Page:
http://www.brianmadden.com/blogs/brianmadden/archive/2004/11/29/how-to-configure-windows-network-load-balancing-for-pure-terminal-server-environments.aspx

Mahesh
Senior IT System EngineerSenior Systems EngineerAuthor Commented:
ok, so in this case both of the NIC can still be used with the same VLAN for the Unicast NLB to work successfully ?



Proposed changes to IP address

VM1 - vNIC1
IP: 192.168.1.14
VLAN 1

VM1 - vNIC2
IP1: 192.168.1.50
IP2: 192.168.1.100 --> The Virtual IP of Clustered Terminal Server Service
VLAN: 1

VM2 - vNIC1
IP: 192.168.1.15
VLAN 1

VM2 - vNIC2
IP1: 192.168.1.51
IP2: 192.168.1.100 --> The Virtual IP of Clustered Terminal Server Service
VLAN 1


I'm not in the position to change the mode from Unicast into Multicast since I don't know the behaviour and how it is going to work with the Clustered Terminal Server.
MaheshArchitectCommented:
Yes, you can use it.
Remove gateway from NLB NIC and do IP forwarding or setup route by command line (Route add command) on NLB interface as setting up default gateway on both NICs will produce waring message.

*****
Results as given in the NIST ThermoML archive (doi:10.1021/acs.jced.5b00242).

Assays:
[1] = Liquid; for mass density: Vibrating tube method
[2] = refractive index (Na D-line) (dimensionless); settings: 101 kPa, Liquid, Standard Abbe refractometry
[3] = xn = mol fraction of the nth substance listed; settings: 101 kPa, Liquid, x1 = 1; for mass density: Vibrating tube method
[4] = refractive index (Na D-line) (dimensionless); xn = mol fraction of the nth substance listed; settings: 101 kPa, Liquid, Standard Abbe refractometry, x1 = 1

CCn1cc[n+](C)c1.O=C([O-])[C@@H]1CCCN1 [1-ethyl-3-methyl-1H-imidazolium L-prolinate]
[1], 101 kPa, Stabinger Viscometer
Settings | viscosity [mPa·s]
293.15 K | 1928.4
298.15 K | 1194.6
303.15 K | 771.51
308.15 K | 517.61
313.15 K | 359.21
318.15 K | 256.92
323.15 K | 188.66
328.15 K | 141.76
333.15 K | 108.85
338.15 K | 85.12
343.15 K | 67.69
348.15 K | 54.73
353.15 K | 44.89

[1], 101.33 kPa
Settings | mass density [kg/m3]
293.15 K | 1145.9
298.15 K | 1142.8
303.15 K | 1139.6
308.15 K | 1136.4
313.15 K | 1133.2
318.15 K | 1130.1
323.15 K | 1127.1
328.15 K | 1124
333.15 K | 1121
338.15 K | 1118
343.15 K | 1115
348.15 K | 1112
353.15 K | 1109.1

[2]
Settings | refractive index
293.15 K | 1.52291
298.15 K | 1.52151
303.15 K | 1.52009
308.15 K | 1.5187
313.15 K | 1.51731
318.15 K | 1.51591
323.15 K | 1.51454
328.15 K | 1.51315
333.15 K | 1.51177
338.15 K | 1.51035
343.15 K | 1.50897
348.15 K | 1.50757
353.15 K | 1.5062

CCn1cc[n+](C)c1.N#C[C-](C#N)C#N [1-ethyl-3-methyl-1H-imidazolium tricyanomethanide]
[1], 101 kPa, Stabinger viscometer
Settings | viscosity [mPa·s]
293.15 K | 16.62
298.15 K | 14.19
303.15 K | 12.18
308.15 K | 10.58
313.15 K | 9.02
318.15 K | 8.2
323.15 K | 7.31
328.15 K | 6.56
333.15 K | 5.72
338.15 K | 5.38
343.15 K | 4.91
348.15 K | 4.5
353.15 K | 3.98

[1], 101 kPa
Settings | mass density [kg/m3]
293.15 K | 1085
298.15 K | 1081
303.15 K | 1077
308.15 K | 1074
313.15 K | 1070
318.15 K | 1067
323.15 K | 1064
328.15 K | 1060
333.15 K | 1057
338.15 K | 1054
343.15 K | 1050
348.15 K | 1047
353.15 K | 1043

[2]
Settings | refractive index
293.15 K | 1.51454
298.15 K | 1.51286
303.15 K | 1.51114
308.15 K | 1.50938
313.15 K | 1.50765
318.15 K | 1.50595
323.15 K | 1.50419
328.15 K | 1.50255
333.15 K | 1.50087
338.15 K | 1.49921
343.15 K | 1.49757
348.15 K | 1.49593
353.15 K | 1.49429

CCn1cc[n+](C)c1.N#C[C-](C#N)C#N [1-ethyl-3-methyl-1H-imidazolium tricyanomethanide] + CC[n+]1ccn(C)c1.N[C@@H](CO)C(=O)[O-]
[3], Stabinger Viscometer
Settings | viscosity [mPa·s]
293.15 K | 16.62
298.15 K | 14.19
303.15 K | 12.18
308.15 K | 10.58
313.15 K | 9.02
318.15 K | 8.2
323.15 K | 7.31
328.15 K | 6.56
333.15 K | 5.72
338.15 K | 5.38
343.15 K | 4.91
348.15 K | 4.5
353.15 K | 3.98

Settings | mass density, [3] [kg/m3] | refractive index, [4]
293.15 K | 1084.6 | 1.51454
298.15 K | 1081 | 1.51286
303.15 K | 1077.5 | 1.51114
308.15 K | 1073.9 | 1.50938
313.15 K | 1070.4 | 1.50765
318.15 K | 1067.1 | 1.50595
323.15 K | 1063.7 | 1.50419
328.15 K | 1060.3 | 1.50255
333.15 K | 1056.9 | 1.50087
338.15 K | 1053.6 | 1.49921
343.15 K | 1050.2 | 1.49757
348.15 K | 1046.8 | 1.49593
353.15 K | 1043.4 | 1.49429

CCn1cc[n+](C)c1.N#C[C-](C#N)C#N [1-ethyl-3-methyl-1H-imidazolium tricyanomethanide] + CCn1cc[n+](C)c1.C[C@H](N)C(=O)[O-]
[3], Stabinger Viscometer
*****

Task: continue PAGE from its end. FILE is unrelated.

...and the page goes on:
Mahesh
Senior IT System EngineerSenior Systems EngineerAuthor Commented:
my understanding is that both vNIC will have the same default gateway because the IP address are in the same IP class / VLAN. Do I still need to add the static route ?

Do you mean by using the "route add –p ...."
MaheshArchitectCommented:
yes, you are right, you can use "route add ... -p its persistent route
and its need to add for the NLB interface NIC, because normally we do not set \ have gateway  through tcp/ip setings on NLB NIC since you are using two NICs

Alternatively you can set IP forwarding as mentioned in my 1st comment.

I suggest you to test it in lab setup to get comfort \ familarity with that prior to deploy in production.

Mahesh

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Senior IT System EngineerSenior Systems EngineerAuthor Commented:
Thanks !
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Windows Server 2003